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Canon RF Zoom Lens Comparison: Is the $3,000 28-70mm f/2 Worth It?

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Photographer and YouTuber Matt Granger has put together a lens shootout that’ll be really valuable for anybody who is new to Canon’s full-frame mirrorless cameras. In this video, he compares the image quality of the four main RF-mount zoom lenses: the 28-70mm f/2, the 24-70mm f/2.8, the 24-105mm f/4, and the 24-240mm f/4-6.3.

All four lenses were compared in a real-world shoot out on the streets of Brooklyn, as well as in a studio setting in Granger’s apartment. They were all shot on Canon’s current mirrorless “flagship” EOS R, and Granger did his best to push the lenses so that you can see where the more expensive glass really shines, as well as those situations where it might make sense to save some money and go with the cheaper 24-105, or maybe even the 24-240.

To watch the shootout happen and hear Matt’s thoughts on how each lens handles, click play up top. And since this is an image quality comparison, we’ll shut up and let the sample photos speak for themselves. Scroll down to see how all four lenses performed wide-open at both ends of their respective zoom ranges, as well as stopped down to f/5.6.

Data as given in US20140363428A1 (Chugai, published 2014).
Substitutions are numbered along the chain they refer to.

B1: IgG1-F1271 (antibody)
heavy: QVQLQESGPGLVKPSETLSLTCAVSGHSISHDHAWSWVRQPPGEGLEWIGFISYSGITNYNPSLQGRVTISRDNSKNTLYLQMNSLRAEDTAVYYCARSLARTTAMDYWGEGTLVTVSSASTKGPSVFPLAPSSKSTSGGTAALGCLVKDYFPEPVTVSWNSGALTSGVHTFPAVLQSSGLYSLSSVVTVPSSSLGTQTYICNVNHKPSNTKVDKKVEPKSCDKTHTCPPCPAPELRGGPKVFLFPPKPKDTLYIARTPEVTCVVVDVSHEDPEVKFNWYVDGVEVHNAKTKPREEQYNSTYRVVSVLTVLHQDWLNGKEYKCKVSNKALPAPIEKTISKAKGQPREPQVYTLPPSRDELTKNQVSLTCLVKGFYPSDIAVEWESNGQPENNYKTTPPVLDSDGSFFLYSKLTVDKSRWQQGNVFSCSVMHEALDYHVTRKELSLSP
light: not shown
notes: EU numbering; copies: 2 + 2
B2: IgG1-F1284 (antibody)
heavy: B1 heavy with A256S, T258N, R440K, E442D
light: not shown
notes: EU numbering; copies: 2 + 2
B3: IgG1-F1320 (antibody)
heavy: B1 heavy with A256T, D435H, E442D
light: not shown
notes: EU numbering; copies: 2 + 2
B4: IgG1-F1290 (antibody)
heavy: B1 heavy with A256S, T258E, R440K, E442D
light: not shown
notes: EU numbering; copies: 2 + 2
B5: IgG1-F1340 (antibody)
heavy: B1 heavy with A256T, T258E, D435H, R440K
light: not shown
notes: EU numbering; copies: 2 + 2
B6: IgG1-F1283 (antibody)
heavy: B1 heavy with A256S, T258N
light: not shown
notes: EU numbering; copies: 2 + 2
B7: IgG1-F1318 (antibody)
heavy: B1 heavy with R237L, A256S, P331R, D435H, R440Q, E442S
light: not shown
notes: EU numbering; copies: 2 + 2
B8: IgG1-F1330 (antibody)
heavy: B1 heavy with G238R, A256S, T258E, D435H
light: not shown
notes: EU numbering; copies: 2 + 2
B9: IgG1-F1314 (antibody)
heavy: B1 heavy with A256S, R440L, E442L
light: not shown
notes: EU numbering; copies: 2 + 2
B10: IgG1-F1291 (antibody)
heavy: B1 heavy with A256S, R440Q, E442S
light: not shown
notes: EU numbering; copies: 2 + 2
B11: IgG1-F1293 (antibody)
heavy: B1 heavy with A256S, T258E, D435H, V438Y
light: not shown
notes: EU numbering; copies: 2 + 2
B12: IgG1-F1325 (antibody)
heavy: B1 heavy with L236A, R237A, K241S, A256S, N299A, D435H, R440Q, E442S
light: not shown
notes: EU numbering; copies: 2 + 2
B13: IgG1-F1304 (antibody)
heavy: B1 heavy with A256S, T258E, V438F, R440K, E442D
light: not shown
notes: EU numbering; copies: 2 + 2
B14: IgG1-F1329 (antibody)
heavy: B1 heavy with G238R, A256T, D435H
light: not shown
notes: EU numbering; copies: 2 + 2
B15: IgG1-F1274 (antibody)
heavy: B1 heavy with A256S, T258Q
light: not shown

Here is each lens shot wide-open at the wide end:

Canon RF 28-70mm at 28mm and f/2
Canon RF 24-70mm at 24mm and f/2.8
Canon RF 24-105mm at 24mm and f/4
Canon RF 24-240mm at 24mm and f/4

Each lens shot wide-open at the telephoto end:

Canon RF 28-70mm at 70mm and f/2
Canon RF 24-70mm at 70mm and f/2.8
Canon RF 24-105mm at 105mm and f/4
Canon RF 24-240mm at 240mm and f/6.3

And each lens shot at 70mm and f/5.6 (click for full resolution):

Canon RF 28-70mm at 70mm and f/5.6
Canon RF 24-70mm at 70mm and f/5.6
Canon RF 24-105mm at 70mm and f/5.6
Canon RF 24-240mm at 70mm and f/5.6

To download the full resolution, uncompressed files from the shootout for yourself, pixel-peep away at this link.

As with any gear comparison, there’s no one answer for every user. The 24-240 is nearly unusable at 24mm due to the extreme distortion and very noticeable vignetting, but it gives you the widest range of focal lengths at the cheapest price, and it’s stabilized. The 28-70mm f/2, meanwhile, is not stabilized, it’s massive, and it and costs $3,000, but it also offers an incredible f/2 aperture throughout the zoom range.

Check out the full shootout above to dive deeper into the pros and cons of each lens, and if you like this kind of in-depth comparison content, check out Matt’s YouTube channel for lots more. He recently made the official jump from Nikon to Sony, so we expect to see a lot of interesting videos going up very soon.


Image credits: All photos by Matt Granger and used with permission.

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